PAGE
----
A suicide bomber detonated an explosives-laden vehicle near the restive central city of Ramadi, killing 11 Iraqi police commandos and injuring 14 other people including two U.S. Army soldiers, the U.S. military said Friday.
The Thursday evening blast at a checkpoint on the eastern outskirts of Ramadi also wounded nine Iraqi security-force members and three civilians, bringing the list of victims to 25, U.S. Marine Capt. Jeffrey Pool told The Associated Press.
The attacker also died in the explosion near the flashpoint Sunni Triangle city of Ramadi, 115 kilometers (70 miles) west of Baghdad.
In an eastern Baghdad neighborhood late Thursday, unidentified attackers killed five female translators working for the U.S. military, police Capt. Ahmed Aboud said.
The translators "were heading home when gunmen driving two cars sprayed them with machine-gun fire," Aboud said Friday. Further details weren't immediately available.
Insurgents routinely target U.S. forces and their perceived collaborators as well as members of Iraq's government, army and police _ security forces the U.S. military says must gain better control of the strife-torn country before any major U.S. troop withdrawal.
Police found two decapitated bodies clad in Iraqi army uniforms north of Baghdad, officials said.
The headless corpses were lying on the side of a road connecting Baghdad with the town of Abu Ghraib when a passing police patrol discovered them Thursday and brought them to a nearby morgue, 1st Lt. Akram Al-Zubaai said Friday.
Army officials weren't immediately available for comment.
Also near Abu Ghraib, firefighters worked Friday to extinguish an oil-pipeline blaze ignited by insurgents' bombs, saud Zubaai, the police official. The conduit connects Iraq's northern oil fields with a Baghdad-area refinery.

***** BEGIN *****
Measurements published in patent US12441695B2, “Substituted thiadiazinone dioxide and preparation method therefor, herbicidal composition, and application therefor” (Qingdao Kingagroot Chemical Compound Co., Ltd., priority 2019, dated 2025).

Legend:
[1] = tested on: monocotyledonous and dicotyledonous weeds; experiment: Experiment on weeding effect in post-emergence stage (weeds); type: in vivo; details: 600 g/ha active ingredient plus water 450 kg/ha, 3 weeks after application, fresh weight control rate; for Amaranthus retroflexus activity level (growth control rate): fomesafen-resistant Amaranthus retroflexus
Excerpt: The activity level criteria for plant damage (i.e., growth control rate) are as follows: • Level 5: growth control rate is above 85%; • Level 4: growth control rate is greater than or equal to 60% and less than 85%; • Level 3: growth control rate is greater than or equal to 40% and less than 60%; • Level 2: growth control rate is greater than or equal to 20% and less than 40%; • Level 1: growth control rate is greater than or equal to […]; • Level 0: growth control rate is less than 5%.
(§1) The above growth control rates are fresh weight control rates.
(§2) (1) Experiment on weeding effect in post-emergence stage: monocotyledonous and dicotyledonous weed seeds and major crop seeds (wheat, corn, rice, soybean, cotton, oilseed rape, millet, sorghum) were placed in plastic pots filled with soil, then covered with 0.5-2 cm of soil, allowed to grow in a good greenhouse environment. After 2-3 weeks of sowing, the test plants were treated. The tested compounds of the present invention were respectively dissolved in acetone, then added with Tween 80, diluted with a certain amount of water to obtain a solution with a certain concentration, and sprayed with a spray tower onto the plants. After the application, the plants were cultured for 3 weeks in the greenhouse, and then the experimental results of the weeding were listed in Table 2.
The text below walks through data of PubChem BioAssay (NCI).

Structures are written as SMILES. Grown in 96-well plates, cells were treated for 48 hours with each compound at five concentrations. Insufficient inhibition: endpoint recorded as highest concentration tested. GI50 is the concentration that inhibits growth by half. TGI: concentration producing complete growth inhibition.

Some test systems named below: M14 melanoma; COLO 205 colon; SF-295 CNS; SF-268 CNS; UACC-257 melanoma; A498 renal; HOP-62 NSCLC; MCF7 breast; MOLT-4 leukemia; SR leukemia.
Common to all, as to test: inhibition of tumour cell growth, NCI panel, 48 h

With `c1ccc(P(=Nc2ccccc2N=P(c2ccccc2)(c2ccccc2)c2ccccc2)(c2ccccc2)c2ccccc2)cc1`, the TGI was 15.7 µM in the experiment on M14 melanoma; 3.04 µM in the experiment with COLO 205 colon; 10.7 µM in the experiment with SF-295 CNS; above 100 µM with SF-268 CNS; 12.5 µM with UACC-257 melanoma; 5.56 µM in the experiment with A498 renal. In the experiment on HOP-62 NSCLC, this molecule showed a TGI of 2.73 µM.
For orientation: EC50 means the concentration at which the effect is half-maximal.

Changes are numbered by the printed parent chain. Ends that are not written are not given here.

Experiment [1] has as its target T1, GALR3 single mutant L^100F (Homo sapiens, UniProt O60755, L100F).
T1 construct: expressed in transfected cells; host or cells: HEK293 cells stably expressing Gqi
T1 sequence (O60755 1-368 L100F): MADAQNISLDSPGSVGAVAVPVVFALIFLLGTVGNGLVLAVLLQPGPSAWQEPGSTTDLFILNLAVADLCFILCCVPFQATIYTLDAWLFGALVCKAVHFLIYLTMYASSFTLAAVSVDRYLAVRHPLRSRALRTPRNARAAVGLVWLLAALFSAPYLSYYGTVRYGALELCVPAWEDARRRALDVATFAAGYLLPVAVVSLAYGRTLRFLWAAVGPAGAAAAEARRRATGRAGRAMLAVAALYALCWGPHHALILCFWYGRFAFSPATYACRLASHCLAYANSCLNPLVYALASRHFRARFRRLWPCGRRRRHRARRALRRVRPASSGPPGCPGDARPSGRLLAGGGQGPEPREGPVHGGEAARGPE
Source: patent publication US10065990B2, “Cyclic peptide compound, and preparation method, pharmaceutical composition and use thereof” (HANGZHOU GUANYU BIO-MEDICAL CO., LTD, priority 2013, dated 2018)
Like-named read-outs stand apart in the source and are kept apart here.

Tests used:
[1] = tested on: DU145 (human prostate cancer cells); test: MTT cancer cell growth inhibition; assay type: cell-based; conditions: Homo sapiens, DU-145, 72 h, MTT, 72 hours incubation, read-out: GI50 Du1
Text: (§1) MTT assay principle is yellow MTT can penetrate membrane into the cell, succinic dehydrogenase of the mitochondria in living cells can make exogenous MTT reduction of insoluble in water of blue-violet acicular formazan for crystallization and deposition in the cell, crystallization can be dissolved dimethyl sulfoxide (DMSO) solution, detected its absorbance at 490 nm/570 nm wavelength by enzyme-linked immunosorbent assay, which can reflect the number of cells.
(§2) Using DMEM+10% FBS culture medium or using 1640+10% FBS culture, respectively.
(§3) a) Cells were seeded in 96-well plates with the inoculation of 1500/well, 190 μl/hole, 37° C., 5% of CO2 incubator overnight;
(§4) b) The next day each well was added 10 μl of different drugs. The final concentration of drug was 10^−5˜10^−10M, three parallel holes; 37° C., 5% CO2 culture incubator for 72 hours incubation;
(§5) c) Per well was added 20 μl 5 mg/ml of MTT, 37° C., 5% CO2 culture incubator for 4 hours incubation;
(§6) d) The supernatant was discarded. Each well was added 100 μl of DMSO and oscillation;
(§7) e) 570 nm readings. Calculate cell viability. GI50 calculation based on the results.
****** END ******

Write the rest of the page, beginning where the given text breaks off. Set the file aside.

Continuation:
Negotiators for the two biggest factions in the newly elected National Assembly continued to work out details of an Iraqi coalition government that U.S. officials hope will pave the way for the eventual withdrawal of coalition forces.
The prime minister is expected to be Ibrahim al-Jaafari, a politician from Iraq's Shiite Arab majority. Kurdish leader Jalal Talabani is likely to be named president.
On Friday, the interim government's Deputy Prime Minister Barham Saleh told The Associated Press that the next parliamentary session would be held Monday.
"Principally, we have agreed that the assembly should meet on Monday and elect the speaker and his two deputies," he said, adding the meeting's date wasn't absolutely certain.
Saleh, a Kurd, said it wasn't clear if Iraq's new president and his deputies would be announced in the same session.
One of the vice presidents will likely be a Sunni Arab, Shiite negotiators have said.
The move is an effort to reach out to the Sunni community, which is believed to be the backbone of the insurgency. Dominant under former dictator Saddam Hussein, Sunni Arabs mostly stayed away from Iraq's Jan. 30 election, some in a boycott of the vote and others in fear of attacks.
Shiite Arabs are estimated to make up 60 percent of Iraq's 26 million people, while Kurds and Sunni Arabs are each thought to be 15 percent to 20 percent.
EDWARD HARRIS Associated Press
"We should use shock therapy to sober up the Americans. In this case, the Americans will speak about the need to resume dialogue. There is no other option"
The United States is concerned about the current crisis in the relations with Russia and suggests returning to reasonable policies to avoid a nuclear war